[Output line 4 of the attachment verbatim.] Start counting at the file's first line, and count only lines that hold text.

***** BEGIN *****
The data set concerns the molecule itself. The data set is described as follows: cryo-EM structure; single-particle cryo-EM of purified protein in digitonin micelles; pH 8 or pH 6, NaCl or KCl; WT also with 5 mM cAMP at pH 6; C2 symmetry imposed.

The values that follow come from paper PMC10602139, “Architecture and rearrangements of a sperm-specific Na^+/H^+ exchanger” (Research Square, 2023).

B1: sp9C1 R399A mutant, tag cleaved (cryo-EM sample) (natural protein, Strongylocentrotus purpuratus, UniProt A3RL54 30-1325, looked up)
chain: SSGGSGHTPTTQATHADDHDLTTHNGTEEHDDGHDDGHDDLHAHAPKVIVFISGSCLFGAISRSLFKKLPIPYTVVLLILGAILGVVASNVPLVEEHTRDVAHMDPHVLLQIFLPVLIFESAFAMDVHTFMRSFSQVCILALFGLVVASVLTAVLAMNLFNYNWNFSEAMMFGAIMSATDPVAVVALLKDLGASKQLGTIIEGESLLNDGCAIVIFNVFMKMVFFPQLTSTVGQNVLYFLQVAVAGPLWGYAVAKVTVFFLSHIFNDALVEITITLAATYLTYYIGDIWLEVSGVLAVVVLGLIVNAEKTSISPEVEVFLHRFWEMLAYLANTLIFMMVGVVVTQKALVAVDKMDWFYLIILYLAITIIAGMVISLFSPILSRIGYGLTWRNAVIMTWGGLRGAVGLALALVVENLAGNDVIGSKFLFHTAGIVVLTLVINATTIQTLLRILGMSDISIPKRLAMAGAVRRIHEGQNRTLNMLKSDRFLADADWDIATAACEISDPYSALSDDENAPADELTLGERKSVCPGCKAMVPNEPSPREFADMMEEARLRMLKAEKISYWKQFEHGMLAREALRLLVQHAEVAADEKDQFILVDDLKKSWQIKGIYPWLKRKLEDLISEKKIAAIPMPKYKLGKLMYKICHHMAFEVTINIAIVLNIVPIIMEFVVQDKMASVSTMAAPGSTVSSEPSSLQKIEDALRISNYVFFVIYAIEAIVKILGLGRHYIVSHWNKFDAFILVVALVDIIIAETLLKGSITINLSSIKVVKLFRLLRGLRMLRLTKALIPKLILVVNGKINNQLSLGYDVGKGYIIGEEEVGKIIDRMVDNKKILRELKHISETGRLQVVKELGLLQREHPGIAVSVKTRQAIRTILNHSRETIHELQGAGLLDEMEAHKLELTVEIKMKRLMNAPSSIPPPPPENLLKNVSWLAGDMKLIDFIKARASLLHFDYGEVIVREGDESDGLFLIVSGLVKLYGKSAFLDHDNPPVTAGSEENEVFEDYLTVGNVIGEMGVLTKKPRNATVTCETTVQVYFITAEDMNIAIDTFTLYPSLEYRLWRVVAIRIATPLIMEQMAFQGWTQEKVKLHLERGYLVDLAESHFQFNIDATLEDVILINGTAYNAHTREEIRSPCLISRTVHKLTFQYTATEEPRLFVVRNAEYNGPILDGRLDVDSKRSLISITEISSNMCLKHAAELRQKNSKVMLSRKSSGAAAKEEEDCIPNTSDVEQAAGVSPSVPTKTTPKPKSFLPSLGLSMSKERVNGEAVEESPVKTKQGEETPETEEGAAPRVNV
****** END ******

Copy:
chain: SSGGSGHTPTTQATHADDHDLTTHNGTEEHDDGHDDGHDDLHAHAPKVIVFISGSCLFGAISRSLFKKLPIPYTVVLLILGAILGVVASNVPLVEEHTRDVAHMDPHVLLQIFLPVLIFESAFAMDVHTFMRSFSQVCILALFGLVVASVLTAVLAMNLFNYNWNFSEAMMFGAIMSATDPVAVVALLKDLGASKQLGTIIEGESLLNDGCAIVIFNVFMKMVFFPQLTSTVGQNVLYFLQVAVAGPLWGYAVAKVTVFFLSHIFNDALVEITITLAATYLTYYIGDIWLEVSGVLAVVVLGLIVNAEKTSISPEVEVFLHRFWEMLAYLANTLIFMMVGVVVTQKALVAVDKMDWFYLIILYLAITIIAGMVISLFSPILSRIGYGLTWRNAVIMTWGGLRGAVGLALALVVENLAGNDVIGSKFLFHTAGIVVLTLVINATTIQTLLRILGMSDISIPKRLAMAGAVRRIHEGQNRTLNMLKSDRFLADADWDIATAACEISDPYSALSDDENAPADELTLGERKSVCPGCKAMVPNEPSPREFADMMEEARLRMLKAEKISYWKQFEHGMLAREALRLLVQHAEVAADEKDQFILVDDLKKSWQIKGIYPWLKRKLEDLISEKKIAAIPMPKYKLGKLMYKICHHMAFEVTINIAIVLNIVPIIMEFVVQDKMASVSTMAAPGSTVSSEPSSLQKIEDALRISNYVFFVIYAIEAIVKILGLGRHYIVSHWNKFDAFILVVALVDIIIAETLLKGSITINLSSIKVVKLFRLLRGLRMLRLTKALIPKLILVVNGKINNQLSLGYDVGKGYIIGEEEVGKIIDRMVDNKKILRELKHISETGRLQVVKELGLLQREHPGIAVSVKTRQAIRTILNHSRETIHELQGAGLLDEMEAHKLELTVEIKMKRLMNAPSSIPPPPPENLLKNVSWLAGDMKLIDFIKARASLLHFDYGEVIVREGDESDGLFLIVSGLVKLYGKSAFLDHDNPPVTAGSEENEVFEDYLTVGNVIGEMGVLTKKPRNATVTCETTVQVYFITAEDMNIAIDTFTLYPSLEYRLWRVVAIRIATPLIMEQMAFQGWTQEKVKLHLERGYLVDLAESHFQFNIDATLEDVILINGTAYNAHTREEIRSPCLISRTVHKLTFQYTATEEPRLFVVRNAEYNGPILDGRLDVDSKRSLISITEISSNMCLKHAAELRQKNSKVMLSRKSSGAAAKEEEDCIPNTSDVEQAAGVSPSVPTKTTPKPKSFLPSLGLSMSKERVNGEAVEESPVKTKQGEETPETEEGAAPRVNV